Whenever I am going to meet an author I try to read some of their work beforehand. At ALA this year I attended a dinner with Jeff VanderMeer, and on the plane to DC I started reading his latest fantasy novel Shriek: An Afterword. I only made it through the first 100 pages of so before meeting him, but I could tell there was quite a bit of talent in the man.
Shriek: An Afterword is of that fantasy genre that I don’t often read: alternative histories that may or may not be earth. It is also a biography of sorts of the Shriek siblings, Duncan written by his older sisterS Janice. Likewise it is a “biography” of their strange city, Ambergris. In Shriek, Janice is looking back on her life and writing an afterword for one of her historian/writer brother’s books. The Shriek’s lives were marked by the sudden death of their father after receiving the announcement that he had won a prestigious literary award, when they were children. Is this event the one that started Duncan down the path of an obsessive historian with radical theories perhaps too outlandish for others to fathom? And is this why Janice longs for recognition even while self-destructively indulging in every pleasure imaginable? The Shrieks eventually become fixtures in Ambergris’ culture, both reaching populist heights and tragic lows.
The river-city of Ambergris itself is perhaps the most potent character in the novel. Think of a grand, decaying New Orleans, complete with an underground city of quasi mushroom dwellers known as Gray Caps and you might get a sense of what Ambergris holds. Duncan’s obsession focuses on the Gray Caps and his first work, Cinsorium: Dispelling the Myths of the Gray Caps becomes a best-seller. During his research, Duncan uncovered hints of dark secrets connecting the Gray Caps to an horrific event that nearly destroyed the city years back. He also picked up a bizarre fungal condition that remained with him for the rest of his life. Janice unspools the pair’s story with tantalizing hints of their fate, augmented by notes from her brother, sometimes reinforcing, sometimes contradicting what she writes. It is a fascinating and compelling addition to the city’s lore.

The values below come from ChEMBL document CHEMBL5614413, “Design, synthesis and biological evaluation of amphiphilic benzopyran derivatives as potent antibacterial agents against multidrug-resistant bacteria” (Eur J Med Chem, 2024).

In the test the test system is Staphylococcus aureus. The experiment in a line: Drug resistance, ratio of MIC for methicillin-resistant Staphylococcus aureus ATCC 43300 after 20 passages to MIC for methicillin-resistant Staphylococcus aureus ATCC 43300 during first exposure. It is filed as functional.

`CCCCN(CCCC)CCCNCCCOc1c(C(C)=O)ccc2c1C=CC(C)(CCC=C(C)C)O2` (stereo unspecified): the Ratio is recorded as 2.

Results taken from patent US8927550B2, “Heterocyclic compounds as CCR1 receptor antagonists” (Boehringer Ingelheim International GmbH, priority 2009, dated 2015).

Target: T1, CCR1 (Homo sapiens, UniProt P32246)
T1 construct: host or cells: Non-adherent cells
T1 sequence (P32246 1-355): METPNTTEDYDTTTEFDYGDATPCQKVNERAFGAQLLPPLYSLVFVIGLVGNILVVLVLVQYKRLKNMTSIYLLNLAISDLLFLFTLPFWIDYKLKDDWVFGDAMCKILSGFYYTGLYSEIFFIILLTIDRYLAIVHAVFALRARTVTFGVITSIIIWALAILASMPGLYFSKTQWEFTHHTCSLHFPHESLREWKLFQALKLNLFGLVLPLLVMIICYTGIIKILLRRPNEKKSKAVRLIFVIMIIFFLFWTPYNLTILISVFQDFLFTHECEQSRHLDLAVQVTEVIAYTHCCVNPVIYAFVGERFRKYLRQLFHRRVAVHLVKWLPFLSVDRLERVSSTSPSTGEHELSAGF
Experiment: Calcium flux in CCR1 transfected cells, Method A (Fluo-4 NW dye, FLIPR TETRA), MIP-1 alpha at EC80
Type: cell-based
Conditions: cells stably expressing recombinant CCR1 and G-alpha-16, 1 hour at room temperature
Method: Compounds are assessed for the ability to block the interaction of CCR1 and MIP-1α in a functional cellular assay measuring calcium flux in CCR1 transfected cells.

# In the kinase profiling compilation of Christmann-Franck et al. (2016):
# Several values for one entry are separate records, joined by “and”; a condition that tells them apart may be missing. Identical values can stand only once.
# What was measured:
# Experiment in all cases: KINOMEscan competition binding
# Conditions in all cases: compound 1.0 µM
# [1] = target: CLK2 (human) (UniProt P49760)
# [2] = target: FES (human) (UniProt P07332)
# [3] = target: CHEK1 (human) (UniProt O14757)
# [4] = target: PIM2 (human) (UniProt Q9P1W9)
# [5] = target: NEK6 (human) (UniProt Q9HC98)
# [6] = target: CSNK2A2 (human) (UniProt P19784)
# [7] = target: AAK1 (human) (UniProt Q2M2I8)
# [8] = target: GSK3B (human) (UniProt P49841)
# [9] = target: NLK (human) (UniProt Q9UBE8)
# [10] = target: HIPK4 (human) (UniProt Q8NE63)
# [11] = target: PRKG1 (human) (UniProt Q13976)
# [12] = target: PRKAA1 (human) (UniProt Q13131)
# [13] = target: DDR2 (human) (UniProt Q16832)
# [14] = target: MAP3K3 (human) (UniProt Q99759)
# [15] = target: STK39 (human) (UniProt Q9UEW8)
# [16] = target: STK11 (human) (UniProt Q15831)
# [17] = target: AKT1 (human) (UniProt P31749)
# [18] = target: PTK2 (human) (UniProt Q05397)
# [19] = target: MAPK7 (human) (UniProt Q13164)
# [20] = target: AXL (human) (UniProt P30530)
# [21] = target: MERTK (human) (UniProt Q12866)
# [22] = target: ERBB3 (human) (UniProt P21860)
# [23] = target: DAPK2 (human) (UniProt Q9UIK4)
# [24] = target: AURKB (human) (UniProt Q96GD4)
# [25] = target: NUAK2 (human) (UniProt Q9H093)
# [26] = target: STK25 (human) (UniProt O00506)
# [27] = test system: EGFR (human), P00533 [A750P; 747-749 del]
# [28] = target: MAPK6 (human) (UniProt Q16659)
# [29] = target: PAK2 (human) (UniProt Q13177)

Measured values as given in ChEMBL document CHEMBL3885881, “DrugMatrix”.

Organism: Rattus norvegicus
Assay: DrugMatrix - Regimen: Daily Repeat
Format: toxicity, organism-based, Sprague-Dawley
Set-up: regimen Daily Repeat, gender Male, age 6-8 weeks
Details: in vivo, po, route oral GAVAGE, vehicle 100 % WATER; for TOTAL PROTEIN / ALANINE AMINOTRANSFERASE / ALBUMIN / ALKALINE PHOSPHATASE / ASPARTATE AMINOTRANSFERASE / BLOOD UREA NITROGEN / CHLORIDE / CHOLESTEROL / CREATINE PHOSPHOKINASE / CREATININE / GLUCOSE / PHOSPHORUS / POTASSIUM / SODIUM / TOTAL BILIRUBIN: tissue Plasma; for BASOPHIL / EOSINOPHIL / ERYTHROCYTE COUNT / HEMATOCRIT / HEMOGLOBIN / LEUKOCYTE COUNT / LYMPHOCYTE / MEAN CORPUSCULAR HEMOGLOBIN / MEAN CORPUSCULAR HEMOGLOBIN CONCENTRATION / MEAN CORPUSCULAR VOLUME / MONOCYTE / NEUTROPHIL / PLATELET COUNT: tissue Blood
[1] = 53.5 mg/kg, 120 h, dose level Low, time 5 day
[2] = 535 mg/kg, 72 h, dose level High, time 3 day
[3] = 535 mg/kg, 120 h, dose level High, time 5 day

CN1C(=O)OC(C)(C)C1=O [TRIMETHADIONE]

VanderMeer has created a masterfully detailed, complex, fantastical novel, so utterly and darkly creative. The voices of Janice and Duncan are unique and true, revealing their all-too human flaws even while endearing them to the reader. Shriek: an afterword calls to mind Mary Gentle’s glorious White Crow novels, Rats & Gargoyles and Architecture of Desire in its gloriously giddy sense of the historical and the fantastic. This was one absorbing and entertaining read.